I am searching for a supplier and /or information for a black coating/plating on mu metal. The parts are small (.500 dia. or less),and will operate at - 200 °C in liquid nitrogen. The coating or plating can not alter the shielding properties of the material. The application is an optical device. Any information regarding this inquiry will be helpful.Aaron Krieger
Machine Shop - Stuart, Florida, USA
Q. I must reduce the risk of corrosive attack on electronics assembled with mumetal covers. The silver finishing is necessary for solder issues. What type of silver finishing is possible to apply on Mumetal parts. There is a MIL specification ?
Thank you for your attention.Guido Lozzi
communications equipment - L'Aquila, Italy
A. Mumetal is an unusual alloy that provides shielding from electromagnetic radiation per Mil-N-14411 [link by ed. to spec at TechStreet]C and ASTM A753 [link by ed. to spec at TechStreet] . It is nominally 80% nickel and 20% iron, but I found a proprietary composition Permalloy C® Mumetal® Ni77/Fe14/Cu 5/Mo 4. I suggest pretreatment per ASTM B343 [link by ed. to spec at TechStreet] and application of a Wood's nickel strike before silver plating, but anyone with experience should feel free to comment.
Silver plating specifications that might apply are QQ-S-365 [link by ed. to spec at TechStreet], available from http://assist2.daps.dla.mil/quicksearch, ASTM B700 [link by ed. to spec at TechStreet], available from www.astm.org and AMS2410 [link by ed. to spec at TechStreet], AMS2411 [link by ed. to spec at TechStreet], AMS2412 [link by ed. to spec at TechStreet] & AMS2413 [link by ed. to spec at TechStreet], available from www.sae.org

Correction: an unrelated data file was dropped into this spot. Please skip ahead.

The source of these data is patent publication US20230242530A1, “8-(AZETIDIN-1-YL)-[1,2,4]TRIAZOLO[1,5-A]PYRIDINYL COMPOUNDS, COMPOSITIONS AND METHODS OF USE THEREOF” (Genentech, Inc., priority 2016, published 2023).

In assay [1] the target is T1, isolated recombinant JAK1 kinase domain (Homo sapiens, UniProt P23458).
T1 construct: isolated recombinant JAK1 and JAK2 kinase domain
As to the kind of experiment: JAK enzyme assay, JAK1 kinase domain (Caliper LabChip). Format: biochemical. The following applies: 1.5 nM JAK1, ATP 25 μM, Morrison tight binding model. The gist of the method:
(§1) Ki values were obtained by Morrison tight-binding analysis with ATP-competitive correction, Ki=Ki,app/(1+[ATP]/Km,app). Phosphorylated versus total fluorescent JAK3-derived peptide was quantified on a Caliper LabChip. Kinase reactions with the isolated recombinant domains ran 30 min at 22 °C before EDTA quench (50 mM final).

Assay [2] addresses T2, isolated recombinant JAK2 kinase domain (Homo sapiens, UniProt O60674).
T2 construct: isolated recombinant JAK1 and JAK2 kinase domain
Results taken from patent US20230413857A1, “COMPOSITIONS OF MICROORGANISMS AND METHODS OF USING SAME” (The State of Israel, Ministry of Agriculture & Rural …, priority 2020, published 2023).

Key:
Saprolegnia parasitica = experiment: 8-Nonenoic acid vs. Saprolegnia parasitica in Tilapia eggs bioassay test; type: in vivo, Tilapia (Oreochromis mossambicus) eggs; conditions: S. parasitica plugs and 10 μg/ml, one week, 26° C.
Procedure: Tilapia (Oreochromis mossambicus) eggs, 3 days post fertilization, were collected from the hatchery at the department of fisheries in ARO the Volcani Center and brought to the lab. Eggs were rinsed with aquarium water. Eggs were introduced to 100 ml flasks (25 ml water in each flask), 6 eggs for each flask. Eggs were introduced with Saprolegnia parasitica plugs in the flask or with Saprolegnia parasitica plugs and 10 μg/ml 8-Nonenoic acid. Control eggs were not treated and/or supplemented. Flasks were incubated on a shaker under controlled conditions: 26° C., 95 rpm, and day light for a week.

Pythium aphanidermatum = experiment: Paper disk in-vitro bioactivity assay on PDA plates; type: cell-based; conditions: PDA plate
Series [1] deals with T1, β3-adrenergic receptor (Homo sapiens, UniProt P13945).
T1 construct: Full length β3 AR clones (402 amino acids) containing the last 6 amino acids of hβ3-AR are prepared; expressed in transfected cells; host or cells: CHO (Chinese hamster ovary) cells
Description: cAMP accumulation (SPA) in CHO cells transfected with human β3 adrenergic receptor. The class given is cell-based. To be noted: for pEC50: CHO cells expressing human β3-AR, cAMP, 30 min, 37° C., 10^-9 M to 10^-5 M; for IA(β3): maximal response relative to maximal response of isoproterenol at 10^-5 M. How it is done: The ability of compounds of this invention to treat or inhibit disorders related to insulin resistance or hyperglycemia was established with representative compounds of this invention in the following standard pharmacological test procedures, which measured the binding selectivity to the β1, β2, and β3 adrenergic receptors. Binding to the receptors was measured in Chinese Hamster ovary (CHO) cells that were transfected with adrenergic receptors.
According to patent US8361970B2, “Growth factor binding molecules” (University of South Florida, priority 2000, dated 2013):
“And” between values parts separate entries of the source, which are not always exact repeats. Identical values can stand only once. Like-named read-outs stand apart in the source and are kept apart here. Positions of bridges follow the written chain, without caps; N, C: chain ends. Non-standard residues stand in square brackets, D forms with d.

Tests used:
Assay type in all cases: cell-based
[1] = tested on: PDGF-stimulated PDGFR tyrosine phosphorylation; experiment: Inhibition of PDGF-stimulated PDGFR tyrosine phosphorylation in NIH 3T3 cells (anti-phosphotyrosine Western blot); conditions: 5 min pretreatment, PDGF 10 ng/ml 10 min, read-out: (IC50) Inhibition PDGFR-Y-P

Both QQ-S-365 and ASTM B700 allow chromating the silver for better corrosion resistance, as Grade A and Class S, respectively. I am unfamiliar with the AMS specs.Ken Vlach
- Goleta, California
Finishing.com honored Ken for his countless carefully
researched responses. He passed away May 14, 2015.
Rest in peace, Ken. Thank you for your hard work
which the finishing world continues to benefit from.
Why coat Mu Metal with MgO?(2004)
Q. I am trying to find out why Magnesium Oxide (MgO) is applied to Permalloy 80 (Mu Metal). We have always purchased Permalloy 80 strip (coil) stock that was coated with MgO. However, the vendor (Spang Specialty Metals) has since gone out of business. Why is it coated with MgO and ...
Where can we get it done? Please advise.RICK FABRIZI
Specialized Electronics Manufacturer - LANESBORO, PENNSYLVANIA, U.S.A.
A. Rick, one reason I can guess at is that perhaps the MgO serves as a barrier to keep the parts from sticking together when they are annealed. Nickel iron parts are annealed after final forming / machining to give them the best soft magnetic properties, at about 2100 to 2200 °F. If you just dump parts in a hydrogen, argon, or vacuum furnace they'll stick together after a few hours at temperature, and the follow-up hammering to separate them can adversely affect dimensions.
Again, this is a guess, but a reasonable one. If you're sourcing your material from CarTech, I can attest to the competence of their customer service staff.
A. The material is coated to reduce eddy current loss in inductor application. Standard procedure in my industry.Tom Bui
- Marengo, Illinois, USA
April 12, 2010
A. MuMetal® is a registered brand of Magnetic Shield Corporation. Although historically mumetal was the generic name used for magnetic shielding material, it does have a specific chemical composition.
MuMetal can be finished with paint or plating - however certain precautions must be taken to maintain grain structure of the material so it provides maximum field attenuation.Mark Wickler
- Bensenville, Illinois
April 13, 2011
Q. Is MgO coating similar to Magnesium Methylate coating?
Can some tell me who can help me do such coating.
I have mumetal strip @ 0.05 mm and want to coat 10 micron thickness of MgO on both sides.
After coating I want to cut them into tiny pieces and then anneal them. Is this OK???
Thanks a lot!